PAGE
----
Mad Men Debate

Has MAD MEN jumped the shark? Or is it getting better?

For my money, AMC’s Mad Men has been all but unwatchable this season, with Don Draper transformed into a pathetic figure and the show has lost its joy. But Scott Lemieux feels Sunday’s installment was “perhaps the strongest episode of what is shaping up as an exceptional season for the best show on American television since The Wire.

I don’t doubt that the cinematography and whatnot are still fantastic.  But I no longer find the show particularly enjoyable.

Discuss.

FILED UNDER: Popular Culture, Quick Takes,
James Joyner
About James Joyner
James Joyner is Professor and Department Head of Security Studies at Marine Corps University's Command and Staff College and a nonresident senior fellow at the Scowcroft Center for Strategy and Security at the Atlantic Council. He's a former Army officer and Desert Storm vet. Views expressed here are his own. Follow James on Twitter @DrJJoyner.

Comments

  1. Schmitty says:

    I’m with Scott. The scene at the end of the episode two weeks ago with Peggy and Campbell catching each other’s eye while in their own very distinctive, very different groups was exquisite. No words, yet so much said.

  2. Brummagem Joe says:

    I don’t watch it on tv because of travel disruptions so have to catch up when on DVD. I’m a tremendous fan, probably because I do literally remember when it was like this in the mid sixties and believe me they have got it exactly right. If Don has been reduced to a pathetic figure it sounds bad but I suspect he’ll get his cojones back after a couple of stiff martinis at lunchtime. And people did used to drink two at lunchtime! In many ways it was a happier time (for professional and executive males anyway) and despite issues there was a lot of optimism around. The christmas parties were pretty good too.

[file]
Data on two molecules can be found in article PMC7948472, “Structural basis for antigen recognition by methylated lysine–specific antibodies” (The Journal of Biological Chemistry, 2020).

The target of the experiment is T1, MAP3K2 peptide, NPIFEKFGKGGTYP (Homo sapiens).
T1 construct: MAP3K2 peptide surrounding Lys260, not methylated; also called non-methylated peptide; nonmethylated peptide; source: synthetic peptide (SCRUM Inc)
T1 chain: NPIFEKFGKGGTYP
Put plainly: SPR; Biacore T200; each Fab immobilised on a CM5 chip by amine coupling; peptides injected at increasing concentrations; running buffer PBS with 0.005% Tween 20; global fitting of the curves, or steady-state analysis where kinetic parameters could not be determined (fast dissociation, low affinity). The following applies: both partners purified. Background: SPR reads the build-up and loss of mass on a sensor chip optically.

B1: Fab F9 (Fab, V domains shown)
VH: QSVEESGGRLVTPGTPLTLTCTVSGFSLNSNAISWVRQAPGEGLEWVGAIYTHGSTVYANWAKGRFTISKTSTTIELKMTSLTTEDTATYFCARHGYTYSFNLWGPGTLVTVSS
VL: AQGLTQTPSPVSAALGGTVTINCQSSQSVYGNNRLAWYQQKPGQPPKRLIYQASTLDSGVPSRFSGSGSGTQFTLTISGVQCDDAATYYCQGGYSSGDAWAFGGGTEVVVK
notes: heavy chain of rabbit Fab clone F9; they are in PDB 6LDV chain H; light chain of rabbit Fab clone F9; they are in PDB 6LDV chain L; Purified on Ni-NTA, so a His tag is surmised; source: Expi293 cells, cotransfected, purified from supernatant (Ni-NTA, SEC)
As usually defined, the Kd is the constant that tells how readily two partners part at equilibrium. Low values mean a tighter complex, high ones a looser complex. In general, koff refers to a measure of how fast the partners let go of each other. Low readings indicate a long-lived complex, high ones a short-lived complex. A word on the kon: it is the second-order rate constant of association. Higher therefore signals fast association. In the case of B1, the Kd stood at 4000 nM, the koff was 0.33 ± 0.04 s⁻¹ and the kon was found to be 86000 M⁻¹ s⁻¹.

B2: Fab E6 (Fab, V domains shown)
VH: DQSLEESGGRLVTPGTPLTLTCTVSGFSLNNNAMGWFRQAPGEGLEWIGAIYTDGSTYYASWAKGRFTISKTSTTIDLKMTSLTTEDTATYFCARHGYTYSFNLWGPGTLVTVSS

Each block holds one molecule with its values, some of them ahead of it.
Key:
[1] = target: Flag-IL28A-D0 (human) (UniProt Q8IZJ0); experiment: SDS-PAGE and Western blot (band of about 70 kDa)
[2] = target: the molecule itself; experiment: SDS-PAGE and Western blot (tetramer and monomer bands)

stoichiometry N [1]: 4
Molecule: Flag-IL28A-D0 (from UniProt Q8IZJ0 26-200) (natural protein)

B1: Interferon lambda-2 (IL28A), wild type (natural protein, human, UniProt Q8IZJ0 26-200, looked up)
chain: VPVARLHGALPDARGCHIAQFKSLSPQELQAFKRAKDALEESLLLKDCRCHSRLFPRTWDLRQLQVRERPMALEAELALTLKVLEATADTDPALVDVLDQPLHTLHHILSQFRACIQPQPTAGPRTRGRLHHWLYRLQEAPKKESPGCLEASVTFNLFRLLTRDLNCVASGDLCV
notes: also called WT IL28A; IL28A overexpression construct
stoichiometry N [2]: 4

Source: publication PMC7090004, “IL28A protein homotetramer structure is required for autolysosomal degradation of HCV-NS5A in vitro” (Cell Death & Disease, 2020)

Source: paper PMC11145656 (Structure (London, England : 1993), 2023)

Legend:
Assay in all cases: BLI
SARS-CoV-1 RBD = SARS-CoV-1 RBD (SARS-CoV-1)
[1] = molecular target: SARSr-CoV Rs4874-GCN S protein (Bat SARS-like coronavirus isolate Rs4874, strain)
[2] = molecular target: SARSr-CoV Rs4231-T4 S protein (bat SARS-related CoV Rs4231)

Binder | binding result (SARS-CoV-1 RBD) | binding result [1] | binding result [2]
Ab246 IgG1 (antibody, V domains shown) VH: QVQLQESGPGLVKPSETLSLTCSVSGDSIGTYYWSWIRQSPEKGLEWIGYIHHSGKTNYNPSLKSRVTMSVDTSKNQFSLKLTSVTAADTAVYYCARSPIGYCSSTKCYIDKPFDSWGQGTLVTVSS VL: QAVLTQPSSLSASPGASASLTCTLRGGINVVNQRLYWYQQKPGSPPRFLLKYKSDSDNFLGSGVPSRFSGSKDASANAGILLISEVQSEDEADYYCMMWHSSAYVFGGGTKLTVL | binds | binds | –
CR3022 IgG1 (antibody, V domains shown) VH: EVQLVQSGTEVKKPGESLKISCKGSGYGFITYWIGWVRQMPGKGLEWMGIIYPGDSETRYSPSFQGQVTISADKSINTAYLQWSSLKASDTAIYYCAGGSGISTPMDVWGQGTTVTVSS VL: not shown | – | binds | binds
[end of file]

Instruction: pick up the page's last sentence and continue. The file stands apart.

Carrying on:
3. anjin-san says:

    Mad Men is an accurate reflection of life. Sometimes we kick ass, and sometimes we are pathetic, and sometimes we lose our joy. Things change, we get a groove going, we struggle to maintain it, and sometimes we fail. This season is perhaps less fun, but no less brilliant. I grew up in this era, and they have nailed it perfectly.

  4. Dodd says:

    I thought Sunday’s episode was the best since, possibly, S1. This season is hard on the characters, but that doesn’t make it unwatchable. It proves the showrunners aren’t just resting on their laurels, doing what’s worked before. Every episode is layered with meaning and ruthless in allowing the realistic consequences of the characters’ actions to play out.

    Don’s skeletons aren’t just sitting back, not causing him any real difficulty he can’t stoically ignore any more. He’s actually starting to see his decades of self-centeredness start to take a toll. And, as he said himself this week, he doesn’t know what to do. It’s positively riveting television, challenging even since we, as viewers, have been sucked into rooting for the guy all the while and now we, too, are being forced to re-examine our own feelings.

    I, for one, am impressed.

  5. sam says:

    “Mad Men is an accurate reflection of life.” Well, Jesus, who needs that? I’m a True Blood man, meownself. (When it comes to TV, I subscribe to a variant of the Horace Rumpole school of wine drinking — the primary purpose of which is to get slightly drunk.)

  6. Brummagem Joe says:

    “the Horace Rumpole school of wine drinking”

    I thought Horace took Chateau Thames Embankment for his bowels also.

  7. I’m finding season 4 too clever by half. The excessive contrast between the brightness of the offices at Sterling Cooper Draper Pryce and the home environs of the characters remains the key reason. Yes, Don’s life is dark, tragic, brimming with despair. And that darkness infects his living space, where nothing is said of his despair. But the partner meetings center on the difficulties of the firm to stay afloat in the face of a loss of clients like Jai Alai.

    I felt the moment where Peggy was nearly kissed at the party by the woman who invited her was forced for the sake of edginess in The Rejected. But then the Chrysanthemum and the Sword plays out and I feel confident with the direction. Sunday’s episode has me very curious about what will transpire next. But I have become somewhat wary that the story may jump the tracks at some point this season. I look forward to being proven wrong.

  8. sam says:

    “I thought Horace took Chateau Thames Embankment for his bowels also.”

    And damned fine, wine is for that purpose, too. (I speak, of course, of only the more expensive of the cheap red wines. That white stuff is swill.)

  9. anjin-san says:

    True Blood is my second favorite show 🙂